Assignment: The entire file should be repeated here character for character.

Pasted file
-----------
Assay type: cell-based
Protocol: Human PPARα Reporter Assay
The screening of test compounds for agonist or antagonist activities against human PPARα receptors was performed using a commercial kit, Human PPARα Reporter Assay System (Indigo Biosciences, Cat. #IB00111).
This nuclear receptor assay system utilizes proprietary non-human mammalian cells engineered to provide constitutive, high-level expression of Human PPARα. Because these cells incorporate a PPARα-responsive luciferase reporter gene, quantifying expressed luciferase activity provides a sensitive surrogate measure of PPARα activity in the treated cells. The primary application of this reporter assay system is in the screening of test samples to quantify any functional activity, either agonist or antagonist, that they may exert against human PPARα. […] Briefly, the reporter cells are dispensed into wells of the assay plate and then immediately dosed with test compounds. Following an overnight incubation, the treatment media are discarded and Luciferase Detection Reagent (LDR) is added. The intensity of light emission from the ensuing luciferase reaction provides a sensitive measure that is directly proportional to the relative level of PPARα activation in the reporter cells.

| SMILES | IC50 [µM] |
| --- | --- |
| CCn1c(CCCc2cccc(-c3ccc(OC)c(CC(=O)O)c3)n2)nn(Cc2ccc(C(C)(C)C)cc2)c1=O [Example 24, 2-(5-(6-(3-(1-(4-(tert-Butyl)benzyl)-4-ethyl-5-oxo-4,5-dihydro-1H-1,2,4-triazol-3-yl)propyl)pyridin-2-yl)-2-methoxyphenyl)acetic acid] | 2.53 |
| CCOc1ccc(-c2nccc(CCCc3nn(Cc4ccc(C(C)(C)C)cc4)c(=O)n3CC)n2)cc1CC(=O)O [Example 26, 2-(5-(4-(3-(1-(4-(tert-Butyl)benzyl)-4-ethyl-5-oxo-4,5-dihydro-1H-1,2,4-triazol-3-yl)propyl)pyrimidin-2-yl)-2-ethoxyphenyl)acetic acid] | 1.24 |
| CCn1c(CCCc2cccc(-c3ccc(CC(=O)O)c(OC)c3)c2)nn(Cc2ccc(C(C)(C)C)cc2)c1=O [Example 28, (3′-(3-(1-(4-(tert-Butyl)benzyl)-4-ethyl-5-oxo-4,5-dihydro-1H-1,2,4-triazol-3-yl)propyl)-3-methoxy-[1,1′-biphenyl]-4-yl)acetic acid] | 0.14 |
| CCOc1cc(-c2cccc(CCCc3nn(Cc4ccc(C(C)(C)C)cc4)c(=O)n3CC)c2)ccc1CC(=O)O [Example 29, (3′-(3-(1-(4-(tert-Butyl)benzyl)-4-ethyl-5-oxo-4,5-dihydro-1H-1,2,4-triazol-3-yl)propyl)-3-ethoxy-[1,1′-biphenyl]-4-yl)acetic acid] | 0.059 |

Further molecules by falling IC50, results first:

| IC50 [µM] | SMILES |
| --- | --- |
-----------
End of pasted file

Assay type: cell-based
Protocol: Human PPARα Reporter Assay
The screening of test compounds for agonist or antagonist activities against human PPARα receptors was performed using a commercial kit, Human PPARα Reporter Assay System (Indigo Biosciences, Cat. #IB00111).
This nuclear receptor assay system utilizes proprietary non-human mammalian cells engineered to provide constitutive, high-level expression of Human PPARα. Because these cells incorporate a PPARα-responsive luciferase reporter gene, quantifying expressed luciferase activity provides a sensitive surrogate measure of PPARα activity in the treated cells. The primary application of this reporter assay system is in the screening of test samples to quantify any functional activity, either agonist or antagonist, that they may exert against human PPARα. […] Briefly, the reporter cells are dispensed into wells of the assay plate and then immediately dosed with test compounds. Following an overnight incubation, the treatment media are discarded and Luciferase Detection Reagent (LDR) is added. The intensity of light emission from the ensuing luciferase reaction provides a sensitive measure that is directly proportional to the relative level of PPARα activation in the reporter cells.

| SMILES | IC50 [µM] |
| --- | --- |
| CCn1c(CCCc2cccc(-c3ccc(OC)c(CC(=O)O)c3)n2)nn(Cc2ccc(C(C)(C)C)cc2)c1=O [Example 24, 2-(5-(6-(3-(1-(4-(tert-Butyl)benzyl)-4-ethyl-5-oxo-4,5-dihydro-1H-1,2,4-triazol-3-yl)propyl)pyridin-2-yl)-2-methoxyphenyl)acetic acid] | 2.53 |
| CCOc1ccc(-c2nccc(CCCc3nn(Cc4ccc(C(C)(C)C)cc4)c(=O)n3CC)n2)cc1CC(=O)O [Example 26, 2-(5-(4-(3-(1-(4-(tert-Butyl)benzyl)-4-ethyl-5-oxo-4,5-dihydro-1H-1,2,4-triazol-3-yl)propyl)pyrimidin-2-yl)-2-ethoxyphenyl)acetic acid] | 1.24 |
| CCn1c(CCCc2cccc(-c3ccc(CC(=O)O)c(OC)c3)c2)nn(Cc2ccc(C(C)(C)C)cc2)c1=O [Example 28, (3′-(3-(1-(4-(tert-Butyl)benzyl)-4-ethyl-5-oxo-4,5-dihydro-1H-1,2,4-triazol-3-yl)propyl)-3-methoxy-[1,1′-biphenyl]-4-yl)acetic acid] | 0.14 |
| CCOc1cc(-c2cccc(CCCc3nn(Cc4ccc(C(C)(C)C)cc4)c(=O)n3CC)c2)ccc1CC(=O)O [Example 29, (3′-(3-(1-(4-(tert-Butyl)benzyl)-4-ethyl-5-oxo-4,5-dihydro-1H-1,2,4-triazol-3-yl)propyl)-3-ethoxy-[1,1′-biphenyl]-4-yl)acetic acid] | 0.059 |

Further molecules by falling IC50, results first:

| IC50 [µM] | SMILES |
| --- | --- |